The National Living Wage has now come into effect, meaning all workers over the age of 25 must be paid at least £7.20 per hour.
Official estimates from the Office for Budget Responsibility (OBR) suggest that around 1.3 million workers around the country will see an immediate benefit.
The National Living Wage will increase to around £9 an hour by 2020, although some have suggest it could be higher. The OBR forecasts this will directly benefit a further 2.9 million people. And including the "spill over" effect, where businesses will raise other wages to maintain pay differentials, the OBR believes six million people will be better off.
However, there have been widespread concerns of the effects the National Living Wage will have on the UK's smaller businesses. The OBR has forecast around 60,000 jobs will be cut as a direct result of the higher costs brought on by the National Living Wage. In November, a report by the CIPD said that half of the UK's employers would see their wage bill rise as a result of the new law. And government advisers have reported that the National Living Wage will add around £1 billion to businesses' overall wage bill.
The Living Wage Foundation, which sets a voluntary pay level of £8.25, and £9.40 in London, urged the government and businesses to do more to tackle low pay.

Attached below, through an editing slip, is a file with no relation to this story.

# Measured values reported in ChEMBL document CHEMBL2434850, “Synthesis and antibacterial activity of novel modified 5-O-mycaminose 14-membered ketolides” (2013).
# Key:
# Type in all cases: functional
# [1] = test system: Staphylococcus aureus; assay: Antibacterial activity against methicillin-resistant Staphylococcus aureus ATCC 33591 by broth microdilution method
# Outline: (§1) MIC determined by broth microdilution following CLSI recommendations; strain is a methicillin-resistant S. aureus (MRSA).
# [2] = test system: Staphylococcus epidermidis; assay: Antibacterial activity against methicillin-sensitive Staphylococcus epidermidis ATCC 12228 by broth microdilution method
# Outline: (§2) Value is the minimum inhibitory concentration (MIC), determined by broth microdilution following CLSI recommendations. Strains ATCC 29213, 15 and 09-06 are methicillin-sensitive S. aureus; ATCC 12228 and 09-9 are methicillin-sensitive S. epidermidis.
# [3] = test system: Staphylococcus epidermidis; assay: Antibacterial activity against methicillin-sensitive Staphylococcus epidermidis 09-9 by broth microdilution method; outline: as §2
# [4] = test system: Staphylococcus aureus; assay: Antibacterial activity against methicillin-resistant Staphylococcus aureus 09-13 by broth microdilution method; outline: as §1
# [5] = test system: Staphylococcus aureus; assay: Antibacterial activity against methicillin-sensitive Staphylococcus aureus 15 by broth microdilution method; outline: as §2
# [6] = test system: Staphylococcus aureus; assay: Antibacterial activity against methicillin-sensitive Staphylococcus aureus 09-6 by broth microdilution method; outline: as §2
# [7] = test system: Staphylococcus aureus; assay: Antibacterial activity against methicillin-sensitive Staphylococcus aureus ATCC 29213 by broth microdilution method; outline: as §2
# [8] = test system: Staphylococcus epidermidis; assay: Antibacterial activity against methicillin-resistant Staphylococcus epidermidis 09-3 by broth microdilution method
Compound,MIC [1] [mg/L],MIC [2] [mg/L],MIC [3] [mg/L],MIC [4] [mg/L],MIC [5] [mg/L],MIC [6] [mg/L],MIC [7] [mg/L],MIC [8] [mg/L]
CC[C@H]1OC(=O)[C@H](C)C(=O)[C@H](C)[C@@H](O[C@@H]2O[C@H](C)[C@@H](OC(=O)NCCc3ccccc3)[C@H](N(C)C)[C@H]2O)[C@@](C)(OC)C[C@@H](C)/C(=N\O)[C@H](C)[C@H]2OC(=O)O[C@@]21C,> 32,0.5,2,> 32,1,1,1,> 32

Katherine Chapman, the Living Wage Foundation's director, said: "The job is not done when it comes to tackling low pay.
"Businesses who can afford to pay a rate that reflects the real cost of living should do so and join over 2,300 employers signed up to pay our higher voluntary Living Wage.
"For profitable business or those who see themselves as innovators and leaders, simply not breaking the law on pay is not enough. Many businesses want to aim higher."
The TUC union said the government now needs to do more to ensure younger workers are not left behind. There have been concerns raised that a 24 year-old workers doing the exact same job as a 25 year-old colleague would be paid less.
Frances O'Grady, general secretary of the TUC, said: "Britain desperately needs a pay rise, and this increase is good news for those aged 25 or older.
"But the government must ensure that younger workers are not left behind; 21 to 24-year-olds will not be seeing an increase.
"This is not fair. Future wage increases must narrow the pay gap between old and young."